As you may know, we’re hosting a sold-out festival in Cologne at the end of the month with a lineup that includes diva Róisín Murphy, Howling, Django Django, David August’s Live Ensemble and Broken Luxury. In addition to being an exciting musical showcase, it’s a good excuse to compile a bunch of lists about Germany’s most breathtaking Domstadt. Today we’re focusing on the sound of Cologne and the artists who have shaped it over the last—err—50 years or so. And since we’ve had so much fun with these lists, rest assured that there are more to come.
Any proper listicle about Cologne’s musical contributions to the world begins with Stockhausen, the granddaddy and enfant terrible of Germany’s classical avant garde. He was the country’s most important post-World War II composer and, with a catalog of nearly 300 compositions, he was as prolific as he was revolutionary.
What do Kraftwerk, Neu!, Harmonia, Can, Cluster, DAF, Killing Joke, Ultravox and Brian Eno have in common? They’ve all been produced by Conny Plank. Even David Bowie was craving Plank’s sound and magic touch on the mixing console but as history has it, he wasn’t interested in working with the White Duke.
One of krautock’s most influential bands began in Cologne in the late 1960. The founders, Holger Czukay, Irmin Schmidt, Jaki Liebezeit and Michael Karoli, had backgrounds in avant garde and jazz music, which laid the foundation for them to develop into a legendary experimental rock outfit.
Mouse On Mars
Andi Toma and Jan St. Werner have continually redefined techno, IDM and pop in quirky experimental music for over 20 years. Perhaps the most remarkable aspect of their iconic productions is that every sound seems to have a life of its own.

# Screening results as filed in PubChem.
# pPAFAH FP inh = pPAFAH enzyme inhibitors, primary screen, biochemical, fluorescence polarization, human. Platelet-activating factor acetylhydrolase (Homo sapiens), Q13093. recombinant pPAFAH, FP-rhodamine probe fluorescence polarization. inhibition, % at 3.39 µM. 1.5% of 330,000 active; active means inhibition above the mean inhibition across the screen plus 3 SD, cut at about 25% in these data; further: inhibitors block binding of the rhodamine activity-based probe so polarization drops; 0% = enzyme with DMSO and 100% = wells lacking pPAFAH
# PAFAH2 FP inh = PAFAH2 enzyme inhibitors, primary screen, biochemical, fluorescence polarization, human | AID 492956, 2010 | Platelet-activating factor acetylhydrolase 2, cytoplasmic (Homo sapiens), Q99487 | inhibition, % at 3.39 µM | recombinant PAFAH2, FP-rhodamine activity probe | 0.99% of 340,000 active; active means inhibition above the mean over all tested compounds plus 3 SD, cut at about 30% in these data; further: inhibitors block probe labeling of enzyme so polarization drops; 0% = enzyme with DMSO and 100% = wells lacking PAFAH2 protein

The German-Venezualan composer and vocalist Yvonne Cornelius played an instrumental role in shaping the output of labels like Tomlab or Mouse On Mars’ Sonig imprint under the alias Niobe. She also recorded for Karaoke Kalk, another internationally renowned electronica label from Cologne.
Through the course of compiling this list, we found that Kompakt is the first name to spring to most minds when “Cologne” and “music” are mentioned in the same sentence. The Kompakt omniverse and its stalwarts, a class that includes co-founders Wolfgang Voigt and Michael Mayer, has wrought a singular influence on Cologne’s post-acid house electronic music scene and beyond. Not too long ago, people in Germany referred to Kompakt as “the Bayern Munich of techno.”
Speaking of Kompakt: Jörg Burger. Producers from Cologne have always had a distinct sound that combines the slickness of minimal techno with pop references, and Burger is no exception. As Burger/Ink (his collaboration with Wolfgang “Mike Ink” Voigt), The Bionaut or Modernist, Jörg Burger did everything from acid assaults to ambient introspection.
The co-founder of the Magazine label has become Cologne’s hottest export to the techno community in the past couple of years. His output, which has also appeared on Hinge Finger and Cómeme, carries on the city’s tradition of combining techno with a visual-arts sensibility.
When Ada arrived on the scene her take on melodic minimalist techno with a distinct pop sensibility blended perfectly with the city’s predominant sound with a dash of intimate, quirky charm. Her debut album, 2004’s Blondie, is still one of the best long players from that era.
We’re rounding out our roundup with a true originator, because few embody the city better than Willy Millowitsch. Born in 1909, he was mostly known for his work in TV and theater, but he also wrote a couple of famous folk songs like “Wir sind alle kleine Sünderlein (‘s war immer so).”